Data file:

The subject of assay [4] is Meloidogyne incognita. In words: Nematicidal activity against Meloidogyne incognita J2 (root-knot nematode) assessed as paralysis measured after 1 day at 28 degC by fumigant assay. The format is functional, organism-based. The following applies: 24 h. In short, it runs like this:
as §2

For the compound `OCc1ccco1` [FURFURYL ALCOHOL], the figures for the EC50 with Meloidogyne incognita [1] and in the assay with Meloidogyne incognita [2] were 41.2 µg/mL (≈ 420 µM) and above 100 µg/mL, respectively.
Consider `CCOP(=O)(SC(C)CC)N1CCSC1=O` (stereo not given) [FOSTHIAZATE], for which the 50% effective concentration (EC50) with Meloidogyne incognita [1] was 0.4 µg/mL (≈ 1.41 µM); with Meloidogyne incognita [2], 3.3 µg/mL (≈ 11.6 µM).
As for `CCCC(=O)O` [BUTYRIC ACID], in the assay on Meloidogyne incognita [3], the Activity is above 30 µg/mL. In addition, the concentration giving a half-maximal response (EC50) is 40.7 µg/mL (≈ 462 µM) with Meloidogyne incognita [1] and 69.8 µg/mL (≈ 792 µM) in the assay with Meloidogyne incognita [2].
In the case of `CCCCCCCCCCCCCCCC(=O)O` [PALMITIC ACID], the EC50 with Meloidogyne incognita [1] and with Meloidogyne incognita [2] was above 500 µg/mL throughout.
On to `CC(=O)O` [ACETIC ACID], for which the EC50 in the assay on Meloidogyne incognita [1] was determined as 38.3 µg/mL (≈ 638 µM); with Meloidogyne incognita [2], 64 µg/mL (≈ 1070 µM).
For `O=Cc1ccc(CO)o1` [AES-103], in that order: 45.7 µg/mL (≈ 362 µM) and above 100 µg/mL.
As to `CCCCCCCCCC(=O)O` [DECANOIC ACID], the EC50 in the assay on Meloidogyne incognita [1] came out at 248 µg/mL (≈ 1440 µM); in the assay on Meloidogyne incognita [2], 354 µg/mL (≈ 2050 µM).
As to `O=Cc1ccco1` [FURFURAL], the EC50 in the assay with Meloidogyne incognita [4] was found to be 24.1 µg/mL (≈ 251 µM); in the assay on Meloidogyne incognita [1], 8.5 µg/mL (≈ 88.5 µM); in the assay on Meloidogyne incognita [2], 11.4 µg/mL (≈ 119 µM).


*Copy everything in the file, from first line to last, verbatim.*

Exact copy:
The subject of assay [4] is Meloidogyne incognita. In words: Nematicidal activity against Meloidogyne incognita J2 (root-knot nematode) assessed as paralysis measured after 1 day at 28 degC by fumigant assay. The format is functional, organism-based. The following applies: 24 h. In short, it runs like this:
as §2

For the compound `OCc1ccco1` [FURFURYL ALCOHOL], the figures for the EC50 with Meloidogyne incognita [1] and in the assay with Meloidogyne incognita [2] were 41.2 µg/mL (≈ 420 µM) and above 100 µg/mL, respectively.
Consider `CCOP(=O)(SC(C)CC)N1CCSC1=O` (stereo not given) [FOSTHIAZATE], for which the 50% effective concentration (EC50) with Meloidogyne incognita [1] was 0.4 µg/mL (≈ 1.41 µM); with Meloidogyne incognita [2], 3.3 µg/mL (≈ 11.6 µM).
As for `CCCC(=O)O` [BUTYRIC ACID], in the assay on Meloidogyne incognita [3], the Activity is above 30 µg/mL. In addition, the concentration giving a half-maximal response (EC50) is 40.7 µg/mL (≈ 462 µM) with Meloidogyne incognita [1] and 69.8 µg/mL (≈ 792 µM) in the assay with Meloidogyne incognita [2].
In the case of `CCCCCCCCCCCCCCCC(=O)O` [PALMITIC ACID], the EC50 with Meloidogyne incognita [1] and with Meloidogyne incognita [2] was above 500 µg/mL throughout.
On to `CC(=O)O` [ACETIC ACID], for which the EC50 in the assay on Meloidogyne incognita [1] was determined as 38.3 µg/mL (≈ 638 µM); with Meloidogyne incognita [2], 64 µg/mL (≈ 1070 µM).
For `O=Cc1ccc(CO)o1` [AES-103], in that order: 45.7 µg/mL (≈ 362 µM) and above 100 µg/mL.
As to `CCCCCCCCCC(=O)O` [DECANOIC ACID], the EC50 in the assay on Meloidogyne incognita [1] came out at 248 µg/mL (≈ 1440 µM); in the assay on Meloidogyne incognita [2], 354 µg/mL (≈ 2050 µM).
As to `O=Cc1ccco1` [FURFURAL], the EC50 in the assay with Meloidogyne incognita [4] was found to be 24.1 µg/mL (≈ 251 µM); in the assay on Meloidogyne incognita [1], 8.5 µg/mL (≈ 88.5 µM); in the assay on Meloidogyne incognita [2], 11.4 µg/mL (≈ 119 µM).